The first result of this is that, in the Liberal Democrats, organisations espousing particular views on contested issues are controversial and suspect – even the name applied to them, factions, is reminiscent of violent division and crazed Trotskyites. A milder version of this is that factions are acceptable as long as they don’t try to organise within the party – for example by organising slates for internal elections or, God forbid, encourage its members to put themselves forwards to be voting reps (something which led to hyperventilation from some when SLF did it). We can see the outline of the first of the rules informally set for party debate: don’t organise too efficiently, or look like you’re trying too hard to get your views implemented.
The second is an emphasis upon penalising language which appears to exclude or insult participants in internal party debates. It is a common grievance of those on the right of the party that somebody, at some time, has told them they should leave the party or doubted their identity as a liberal. Within party discourse, such discourtesy is a blunder which can be pointed to as a means to criticising the Social Liberal Forum. The obverse is also true – Jeremy Browne’s appeal to ‘authentic liberalism’ was attacked by some on the left of the party who knew that tone policing is an easy way to discredit him.
The third stems from the fact that party activists are not, as Liberator would have us believe, particularly rebellious or defiant towards our leaders, but depressingly loyal. Poll after poll by Lib Dem Voice finds activists giving Nick Clegg positive ratings, despite his presiding over a catastrophic collapse in our vote and implementing illiberal Tory policies which make us blanch. The spirit of this can be summed up by a Glee Club song called ‘He’s Our Nick’ (sample lyrics: ‘Sharks gotta swim and bats gotta fly/We’ve got a leader who’s hung us out to dry/He’s made us break our pledge/And pushed us nearer the edge/But thin or thick/We’ll stick with our Nick/Cos We love him.’) Many people in the party have campaigned alongside and know senior MPs personally, making criticism of them on their merits difficult. For example, dissatisfaction with Danny Alexander is commonly met with a statement that ‘everybody’s so mean to Danny, but he’s such a nice guy! Why do people always pick on Danny?’ The answer, of course, is that he’s been our man at the Treasury during a highly controversial programme of cuts and repeatedly fails to convincingly advocate and defend Liberal Democrat values in encounters with the media. ‘Personal attacks’ – which can sometimes be defined as broadly as ‘consistently having a go at the same person for a period of time’ – are therefore off limits.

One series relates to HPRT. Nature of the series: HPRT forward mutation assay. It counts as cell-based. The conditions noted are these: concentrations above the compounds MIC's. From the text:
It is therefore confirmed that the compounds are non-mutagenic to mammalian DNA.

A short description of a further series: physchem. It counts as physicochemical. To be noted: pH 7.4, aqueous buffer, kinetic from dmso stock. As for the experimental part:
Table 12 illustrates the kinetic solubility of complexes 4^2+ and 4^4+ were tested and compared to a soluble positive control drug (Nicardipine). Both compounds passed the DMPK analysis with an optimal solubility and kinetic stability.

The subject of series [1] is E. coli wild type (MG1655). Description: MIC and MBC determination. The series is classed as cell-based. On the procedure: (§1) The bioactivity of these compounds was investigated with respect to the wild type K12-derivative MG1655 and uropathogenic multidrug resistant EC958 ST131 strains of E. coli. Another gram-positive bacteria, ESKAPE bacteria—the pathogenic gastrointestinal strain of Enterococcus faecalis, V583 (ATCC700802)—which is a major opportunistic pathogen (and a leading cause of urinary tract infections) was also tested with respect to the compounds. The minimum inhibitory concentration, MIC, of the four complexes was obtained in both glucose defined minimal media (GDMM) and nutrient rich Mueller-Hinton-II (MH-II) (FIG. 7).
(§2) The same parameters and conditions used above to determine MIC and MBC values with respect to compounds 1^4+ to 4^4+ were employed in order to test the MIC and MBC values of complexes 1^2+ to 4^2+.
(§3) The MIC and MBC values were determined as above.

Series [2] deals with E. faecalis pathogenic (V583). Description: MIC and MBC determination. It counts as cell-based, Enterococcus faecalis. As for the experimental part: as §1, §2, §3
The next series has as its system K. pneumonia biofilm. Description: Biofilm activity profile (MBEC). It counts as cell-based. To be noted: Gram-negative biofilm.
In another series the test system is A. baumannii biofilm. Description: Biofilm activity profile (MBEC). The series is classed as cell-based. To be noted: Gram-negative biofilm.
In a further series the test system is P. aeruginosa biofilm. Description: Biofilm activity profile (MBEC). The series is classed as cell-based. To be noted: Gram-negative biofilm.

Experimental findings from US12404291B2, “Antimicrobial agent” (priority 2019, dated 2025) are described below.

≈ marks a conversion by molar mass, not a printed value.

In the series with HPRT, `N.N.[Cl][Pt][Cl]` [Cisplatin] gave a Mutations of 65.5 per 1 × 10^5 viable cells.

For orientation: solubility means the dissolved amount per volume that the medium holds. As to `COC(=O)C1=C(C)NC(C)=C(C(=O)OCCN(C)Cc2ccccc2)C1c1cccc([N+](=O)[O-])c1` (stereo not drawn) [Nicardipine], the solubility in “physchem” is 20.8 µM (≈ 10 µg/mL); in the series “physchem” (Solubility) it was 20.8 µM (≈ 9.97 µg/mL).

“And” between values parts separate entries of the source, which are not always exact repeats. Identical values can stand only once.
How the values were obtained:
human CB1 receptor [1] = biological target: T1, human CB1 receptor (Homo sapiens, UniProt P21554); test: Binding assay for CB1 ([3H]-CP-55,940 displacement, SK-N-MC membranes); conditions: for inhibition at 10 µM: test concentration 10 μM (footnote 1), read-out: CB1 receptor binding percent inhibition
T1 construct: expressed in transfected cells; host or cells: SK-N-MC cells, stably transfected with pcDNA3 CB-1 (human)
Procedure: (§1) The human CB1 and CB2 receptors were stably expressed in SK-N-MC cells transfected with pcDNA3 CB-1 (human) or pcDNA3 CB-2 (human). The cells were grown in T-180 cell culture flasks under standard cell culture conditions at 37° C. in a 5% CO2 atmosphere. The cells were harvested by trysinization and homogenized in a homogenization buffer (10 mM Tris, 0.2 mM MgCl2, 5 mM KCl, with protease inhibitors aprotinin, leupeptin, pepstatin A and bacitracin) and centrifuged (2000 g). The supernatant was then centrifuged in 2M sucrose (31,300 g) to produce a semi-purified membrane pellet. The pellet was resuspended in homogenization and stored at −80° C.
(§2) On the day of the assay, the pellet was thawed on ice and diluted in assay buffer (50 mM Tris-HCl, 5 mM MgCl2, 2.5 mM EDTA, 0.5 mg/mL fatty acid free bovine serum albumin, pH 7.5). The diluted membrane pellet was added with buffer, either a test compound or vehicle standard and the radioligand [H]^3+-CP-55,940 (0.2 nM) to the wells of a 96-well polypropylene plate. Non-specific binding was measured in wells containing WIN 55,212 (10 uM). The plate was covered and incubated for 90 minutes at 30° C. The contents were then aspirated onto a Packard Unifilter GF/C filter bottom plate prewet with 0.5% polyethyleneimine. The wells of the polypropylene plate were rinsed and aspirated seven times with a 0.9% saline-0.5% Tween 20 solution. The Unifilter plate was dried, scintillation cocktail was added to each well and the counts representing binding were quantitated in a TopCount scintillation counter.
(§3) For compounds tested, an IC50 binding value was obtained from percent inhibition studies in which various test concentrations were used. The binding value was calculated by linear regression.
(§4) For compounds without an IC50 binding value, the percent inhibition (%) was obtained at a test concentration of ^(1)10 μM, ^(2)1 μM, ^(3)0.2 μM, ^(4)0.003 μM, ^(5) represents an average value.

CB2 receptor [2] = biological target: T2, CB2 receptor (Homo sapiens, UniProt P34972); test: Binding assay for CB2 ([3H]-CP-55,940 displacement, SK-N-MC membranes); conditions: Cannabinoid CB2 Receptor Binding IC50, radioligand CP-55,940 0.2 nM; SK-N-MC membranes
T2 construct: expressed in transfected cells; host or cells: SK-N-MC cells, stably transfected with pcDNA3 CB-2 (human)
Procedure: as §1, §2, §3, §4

So far, I’ve dealt with this all as a purely structural issue, but in reality people use these norms to the advantage of their own preferred faction. I am sceptical of the good will of people who scrutinise SLF e-mails for evidence of unfortunate phrases which might deviate from the established norms of behaviour in order to denigrate the left of the party. Similarly, attacks on party members of <insert opposing faction here> for making statements to the press because they are ‘damaging the party’ are almost always bogus if considered objectively. We are tanking in the polls for a number of reasons, from the inevitable stresses and strains of coalition with the Conservatives to a hostile press to deficient leadership, but the number of voters who will be dissuaded from voting for us by what Jeremy Browne or Naomi Smith has to say to the Guardian can be counted on the fingers of no hands. These are just a few examples of how rules of conduct – all of which flow from the notion of the party as family – are weaponized to attack opponents in internal party debates.
Case Study: Jeremy Browne